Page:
How Working Fewer Hours Can Increase Your Social Security Payout

Many individuals have a specific retirement age in mind, but delaying retirement by just a few years can significantly impact Social Security income. Here’s why it matters.

35 Years of Work History

When calculating the monthly Social Security benefit for retirement, eligibility is based on the 35 highest-earning years in the workforce. However, extended breaks from work, such as raising children, caring for family members, or pursuing further education, may result in a shorter work history and $0 income factored into the benefits calculation. One way for individuals to boost their Social Security income is by working for a longer period of time and replacing any years with zero earnings with actual salary. This means that by continuing to work and earn, individuals can increase their Social Security benefits and ensure a more financially secure retirement.

 Full retirement age

Based on their earnings history, individuals who reach full retirement age (FRA) are eligible to receive their full Social Security benefits. Those born in 1960 or later have a FRA of 67. However, claiming benefits can be done as early as age 62, though this results in a reduced monthly benefit. Conversely, delaying the claim past FRA can lead to a boosted monthly benefit for life. While waiting until age 70 provides the maximum benefit boost, even delaying until 68 or 69 can significantly increase monthly payments, benefiting retirees over two decades or more.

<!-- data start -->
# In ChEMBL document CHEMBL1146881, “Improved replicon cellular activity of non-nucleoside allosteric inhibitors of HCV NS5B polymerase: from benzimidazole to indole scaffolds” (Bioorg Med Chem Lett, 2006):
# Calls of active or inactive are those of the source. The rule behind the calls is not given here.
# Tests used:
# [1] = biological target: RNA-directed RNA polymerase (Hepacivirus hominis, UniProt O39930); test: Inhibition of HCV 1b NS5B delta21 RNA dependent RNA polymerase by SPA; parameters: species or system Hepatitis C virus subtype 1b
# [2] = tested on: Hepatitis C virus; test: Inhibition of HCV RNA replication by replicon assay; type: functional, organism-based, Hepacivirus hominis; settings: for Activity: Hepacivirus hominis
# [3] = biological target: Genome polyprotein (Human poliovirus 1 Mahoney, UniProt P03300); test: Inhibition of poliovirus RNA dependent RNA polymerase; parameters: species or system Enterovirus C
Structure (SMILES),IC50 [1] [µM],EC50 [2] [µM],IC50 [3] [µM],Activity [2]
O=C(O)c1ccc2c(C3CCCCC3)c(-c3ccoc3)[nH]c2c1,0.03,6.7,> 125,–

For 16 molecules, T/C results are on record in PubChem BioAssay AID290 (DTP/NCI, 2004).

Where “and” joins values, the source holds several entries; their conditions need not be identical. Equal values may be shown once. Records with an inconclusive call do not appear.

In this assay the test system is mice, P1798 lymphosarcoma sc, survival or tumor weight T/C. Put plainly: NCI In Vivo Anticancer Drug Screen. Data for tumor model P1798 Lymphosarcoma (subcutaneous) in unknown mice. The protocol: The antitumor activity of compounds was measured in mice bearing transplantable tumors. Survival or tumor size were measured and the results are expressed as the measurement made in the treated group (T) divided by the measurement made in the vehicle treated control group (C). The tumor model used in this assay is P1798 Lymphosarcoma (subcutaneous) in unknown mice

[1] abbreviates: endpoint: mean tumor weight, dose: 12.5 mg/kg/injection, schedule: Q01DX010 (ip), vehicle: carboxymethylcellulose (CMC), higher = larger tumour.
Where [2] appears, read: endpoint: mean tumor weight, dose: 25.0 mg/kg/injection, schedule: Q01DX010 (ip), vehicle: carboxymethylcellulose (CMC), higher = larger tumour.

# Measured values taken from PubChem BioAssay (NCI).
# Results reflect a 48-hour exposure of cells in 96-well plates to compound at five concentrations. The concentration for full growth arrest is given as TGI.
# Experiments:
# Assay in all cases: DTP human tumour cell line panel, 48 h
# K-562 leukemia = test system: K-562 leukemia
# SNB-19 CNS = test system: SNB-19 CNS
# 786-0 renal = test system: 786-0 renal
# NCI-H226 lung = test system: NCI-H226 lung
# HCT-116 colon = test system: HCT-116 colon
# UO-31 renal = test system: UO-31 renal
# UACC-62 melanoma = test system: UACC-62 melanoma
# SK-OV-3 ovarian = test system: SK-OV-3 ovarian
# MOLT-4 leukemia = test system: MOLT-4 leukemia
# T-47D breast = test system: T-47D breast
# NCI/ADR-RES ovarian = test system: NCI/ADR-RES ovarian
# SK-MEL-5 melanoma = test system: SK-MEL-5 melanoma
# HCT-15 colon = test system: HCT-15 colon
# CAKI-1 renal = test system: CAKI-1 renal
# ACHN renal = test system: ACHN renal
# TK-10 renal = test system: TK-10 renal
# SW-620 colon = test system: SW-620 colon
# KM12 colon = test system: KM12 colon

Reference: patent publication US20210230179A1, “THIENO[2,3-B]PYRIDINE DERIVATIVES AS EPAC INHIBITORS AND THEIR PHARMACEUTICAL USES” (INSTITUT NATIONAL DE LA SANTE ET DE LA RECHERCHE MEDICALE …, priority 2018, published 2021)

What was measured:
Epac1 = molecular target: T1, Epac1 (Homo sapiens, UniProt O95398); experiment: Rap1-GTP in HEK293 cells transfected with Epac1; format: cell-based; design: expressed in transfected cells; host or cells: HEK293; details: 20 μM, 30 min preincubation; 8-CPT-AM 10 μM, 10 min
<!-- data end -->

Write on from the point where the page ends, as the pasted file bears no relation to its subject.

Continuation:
Working Longer

Working longer can have substantial financial rewards. Working hard throughout one’s life warrants the opportunity to enjoy retirement, but in some cases, extending the working years can lead to a more comfortable future. 

Even part-time work can make a difference, especially when matched with modest spending reductions. This approach allows individuals to cover their expenses for a couple of years while they wait to file for Social Security. Shifting to part-time work instead of committing to full-time can make the transition into retirement smoother, regardless of its impact on Social Security benefits. It gives individuals flexibility and the chance to enjoy a more balanced lifestyle while still earning income.

Individuals can make informed retirement decisions by understanding the impact of working longer. Taking into account the advantages of a longer work history and the opportunity for a boosted Social Security benefit, it may be beneficial for many to reconsider their retirement age and consider working a bit longer.